“Wherever people come into contact with each other or with a company, design plays a role. How does the product feel? How user-friendly is a website? What does an annual report look like? Is there an opportunity for feedback, and what impression does customer service make? How are complaints dealt with? Establishing this awareness and understanding of design in a company is a big challenge.”

Insight 04

So design is an essential aspect of good corporate governance.

Michel:

“It turns out that organisations with a high level of design competence perform better in the market than those that do not. That's why it's important that designers don't just tinker with logos, but are also involved in the overall development of an organisation at the management level or in interdisciplinary teams, for example.”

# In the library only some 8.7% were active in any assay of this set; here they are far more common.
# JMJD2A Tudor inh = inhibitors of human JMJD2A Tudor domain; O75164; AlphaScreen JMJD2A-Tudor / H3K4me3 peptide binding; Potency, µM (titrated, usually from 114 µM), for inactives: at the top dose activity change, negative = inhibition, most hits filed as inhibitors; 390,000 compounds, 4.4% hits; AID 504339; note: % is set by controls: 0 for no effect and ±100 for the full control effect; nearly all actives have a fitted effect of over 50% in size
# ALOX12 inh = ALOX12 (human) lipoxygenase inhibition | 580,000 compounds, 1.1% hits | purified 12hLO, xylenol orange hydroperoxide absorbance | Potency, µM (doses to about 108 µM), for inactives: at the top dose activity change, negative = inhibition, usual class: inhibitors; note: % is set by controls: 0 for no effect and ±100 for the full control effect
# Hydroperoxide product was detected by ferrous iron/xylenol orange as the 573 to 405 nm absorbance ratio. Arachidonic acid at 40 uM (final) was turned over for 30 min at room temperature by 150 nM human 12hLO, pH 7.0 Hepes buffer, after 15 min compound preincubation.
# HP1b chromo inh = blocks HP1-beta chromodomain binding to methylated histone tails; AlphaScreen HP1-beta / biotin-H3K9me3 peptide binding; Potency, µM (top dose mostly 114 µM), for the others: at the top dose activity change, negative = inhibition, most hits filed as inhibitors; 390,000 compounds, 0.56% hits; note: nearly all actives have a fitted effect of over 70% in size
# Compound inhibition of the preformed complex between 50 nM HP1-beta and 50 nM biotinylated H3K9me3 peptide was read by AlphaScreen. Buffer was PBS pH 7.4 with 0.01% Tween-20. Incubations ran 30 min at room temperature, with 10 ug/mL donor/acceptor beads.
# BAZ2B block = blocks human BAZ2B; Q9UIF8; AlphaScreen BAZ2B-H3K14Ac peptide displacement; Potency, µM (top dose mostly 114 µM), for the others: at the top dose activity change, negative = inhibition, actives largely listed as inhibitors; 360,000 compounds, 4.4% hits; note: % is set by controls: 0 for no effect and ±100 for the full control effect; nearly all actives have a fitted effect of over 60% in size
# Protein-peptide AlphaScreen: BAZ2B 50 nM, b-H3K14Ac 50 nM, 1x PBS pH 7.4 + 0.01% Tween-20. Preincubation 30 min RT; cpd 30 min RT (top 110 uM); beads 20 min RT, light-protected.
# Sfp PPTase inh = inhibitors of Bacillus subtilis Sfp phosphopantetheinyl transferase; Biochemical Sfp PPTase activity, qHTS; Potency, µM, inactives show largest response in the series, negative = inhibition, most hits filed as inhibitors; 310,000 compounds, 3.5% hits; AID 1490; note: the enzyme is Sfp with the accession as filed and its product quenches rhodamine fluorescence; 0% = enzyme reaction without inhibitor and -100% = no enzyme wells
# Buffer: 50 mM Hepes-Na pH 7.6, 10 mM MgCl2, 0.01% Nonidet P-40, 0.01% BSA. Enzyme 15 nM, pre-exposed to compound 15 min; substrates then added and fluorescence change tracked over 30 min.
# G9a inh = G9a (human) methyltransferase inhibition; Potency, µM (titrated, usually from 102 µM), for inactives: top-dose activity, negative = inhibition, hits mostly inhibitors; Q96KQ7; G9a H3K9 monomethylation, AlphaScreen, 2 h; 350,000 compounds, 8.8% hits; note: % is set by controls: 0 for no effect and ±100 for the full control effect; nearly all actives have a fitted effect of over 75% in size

Daniel:

“It is also important for designers that design is lived and valued at management level. Because designing something always means exposing oneself. That takes courage and overcoming. A company must develop a culture that allows freedom for creativity.”

Thorsten:

“Part of this culture is to say goodbye to the assumption that the design process has to be fast, which, by the way, is an assumption you also often meet when dealing with clients. The digital possibilities, especially, suggest that it is easy to develop a new design.

There are websites for logos and for typesetting, as well as those that provide you with customisable templates for your own internet presence. But design does not simply consist of a modernised logo or a new arrangement of offers on the website. For a design to be successful, it is crucial for it to express the values and attitudes of the organisation. This can also be done in a non-verbal way, for example through a web or product design.

So the first step to good design is to develop this awareness of impact. You have to think carefully about what message you want to send and how you want it to be perceived. That's why the design process is a long, intricate process that you have to take time for.”